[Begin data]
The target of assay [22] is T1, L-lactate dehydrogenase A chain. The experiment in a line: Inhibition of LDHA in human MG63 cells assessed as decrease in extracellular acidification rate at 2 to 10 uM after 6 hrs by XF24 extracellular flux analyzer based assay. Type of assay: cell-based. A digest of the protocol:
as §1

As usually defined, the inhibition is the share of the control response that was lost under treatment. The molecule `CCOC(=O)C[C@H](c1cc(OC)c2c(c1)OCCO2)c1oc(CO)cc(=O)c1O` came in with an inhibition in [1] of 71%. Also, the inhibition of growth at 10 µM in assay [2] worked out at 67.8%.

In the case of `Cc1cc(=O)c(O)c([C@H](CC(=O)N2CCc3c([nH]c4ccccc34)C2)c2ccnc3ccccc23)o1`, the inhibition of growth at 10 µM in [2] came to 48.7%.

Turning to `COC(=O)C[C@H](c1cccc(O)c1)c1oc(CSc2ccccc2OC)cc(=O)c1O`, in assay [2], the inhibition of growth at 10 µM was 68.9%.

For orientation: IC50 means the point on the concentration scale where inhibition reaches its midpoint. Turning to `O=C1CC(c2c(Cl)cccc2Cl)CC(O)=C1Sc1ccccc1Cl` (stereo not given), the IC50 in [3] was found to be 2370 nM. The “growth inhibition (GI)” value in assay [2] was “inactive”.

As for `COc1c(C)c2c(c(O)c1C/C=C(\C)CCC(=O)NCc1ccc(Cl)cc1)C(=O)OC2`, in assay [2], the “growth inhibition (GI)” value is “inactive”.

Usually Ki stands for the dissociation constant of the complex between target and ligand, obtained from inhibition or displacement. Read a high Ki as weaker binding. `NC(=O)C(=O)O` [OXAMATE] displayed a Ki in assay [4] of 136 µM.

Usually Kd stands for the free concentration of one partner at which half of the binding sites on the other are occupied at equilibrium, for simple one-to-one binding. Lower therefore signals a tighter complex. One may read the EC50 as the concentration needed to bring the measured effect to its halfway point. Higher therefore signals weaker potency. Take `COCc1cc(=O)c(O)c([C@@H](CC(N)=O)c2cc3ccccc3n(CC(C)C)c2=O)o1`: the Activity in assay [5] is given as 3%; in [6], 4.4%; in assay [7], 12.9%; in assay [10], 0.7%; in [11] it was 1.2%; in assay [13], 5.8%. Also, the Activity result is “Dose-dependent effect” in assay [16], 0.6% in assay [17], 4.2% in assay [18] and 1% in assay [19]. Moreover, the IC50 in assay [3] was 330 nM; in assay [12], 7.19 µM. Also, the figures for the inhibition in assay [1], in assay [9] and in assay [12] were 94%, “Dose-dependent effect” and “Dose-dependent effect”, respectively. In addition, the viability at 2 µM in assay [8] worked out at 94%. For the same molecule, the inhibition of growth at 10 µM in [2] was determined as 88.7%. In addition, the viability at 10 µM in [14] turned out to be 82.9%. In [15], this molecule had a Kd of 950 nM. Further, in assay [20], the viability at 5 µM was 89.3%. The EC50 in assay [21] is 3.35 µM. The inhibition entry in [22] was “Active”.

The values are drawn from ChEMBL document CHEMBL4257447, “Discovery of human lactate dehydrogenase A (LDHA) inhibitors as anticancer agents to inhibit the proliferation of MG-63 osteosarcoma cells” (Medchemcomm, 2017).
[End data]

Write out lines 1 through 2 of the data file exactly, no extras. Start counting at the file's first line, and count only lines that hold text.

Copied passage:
The target of assay [22] is T1, L-lactate dehydrogenase A chain. The experiment in a line: Inhibition of LDHA in human MG63 cells assessed as decrease in extracellular acidification rate at 2 to 10 uM after 6 hrs by XF24 extracellular flux analyzer based assay. Type of assay: cell-based. A digest of the protocol:
as §1